The House of Representatives voted to ban abortions after 20 weeks of pregnancy, the point at which fetuses can reportedly feel pain. It won’t survive the Senate or a presidential veto threat, but it’s the biggest restriction on abortion that ever passed Congress since Roe v. Wade, which does allow for restrictions on abortion after viability, then construed as 24 weeks, but getting earlier with better neonatal technology.From the Washington Post:
The House approved legislation Tuesday that would ban abortions starting at 20 weeks of pregnancy, the most sweeping abortion restriction to pass any chamber of Congress in a decade. The vote was 228 to 196.
While the measure is unlikely to become law — it faces opposition in the Senate and a White House veto threat — it could reverberate politically over the next year and a half, as both Republicans and Democrats appeal to voters in this year’s special elections and the 2014 midterms.
The vote was mostly along party lines, with just six Republicans voting with Democrats against it and six Democrats voting with Republicans in its favor.Authored by Rep. Trent Franks (R-Ariz.), the Pain-Capable Unborn Child Protection Act aims to capitalize on the public outrage surrounding Kermit Gosnell, the Philadelphia abortion provider who was convicted last month of first-degree murder in the case of three babies born alive in his clinic. The jury also convicted him of involuntary manslaughter in the 2009 death of 41-year-old Karnamaya Mongar of Virginia, who died from a drug overdose while undergoing an abortion at his clinic.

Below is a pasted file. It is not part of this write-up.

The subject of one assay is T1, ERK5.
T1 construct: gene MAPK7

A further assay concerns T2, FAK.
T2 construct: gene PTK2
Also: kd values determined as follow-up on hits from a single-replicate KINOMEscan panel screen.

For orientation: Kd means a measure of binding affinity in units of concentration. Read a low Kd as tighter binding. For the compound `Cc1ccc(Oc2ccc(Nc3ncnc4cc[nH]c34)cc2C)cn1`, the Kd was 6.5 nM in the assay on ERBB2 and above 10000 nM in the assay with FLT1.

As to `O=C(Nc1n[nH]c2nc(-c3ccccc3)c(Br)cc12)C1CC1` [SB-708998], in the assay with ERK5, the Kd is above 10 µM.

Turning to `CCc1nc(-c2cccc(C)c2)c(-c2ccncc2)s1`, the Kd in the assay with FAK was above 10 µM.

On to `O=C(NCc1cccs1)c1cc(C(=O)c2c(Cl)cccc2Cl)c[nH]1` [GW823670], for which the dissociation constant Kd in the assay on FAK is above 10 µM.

While Republicans have pushed for a series of limits on abortion over the past 10 years — including successfully barring the D.C. government from using its own money to pay for abortions since 2011 — Tuesday’s vote marks the first time Congress has voted to redefine the point where a fetus becomes viable.
Under the 1973 Supreme Court decision Roe v. Wade, abortions can be performed until the point when an individual doctor determines a fetus’s viability, which is generally defined as up to 24 weeks of gestation. After that point, the government can prohibit the procedure as long as it provides sufficient safeguards for the mother’s health and well-being.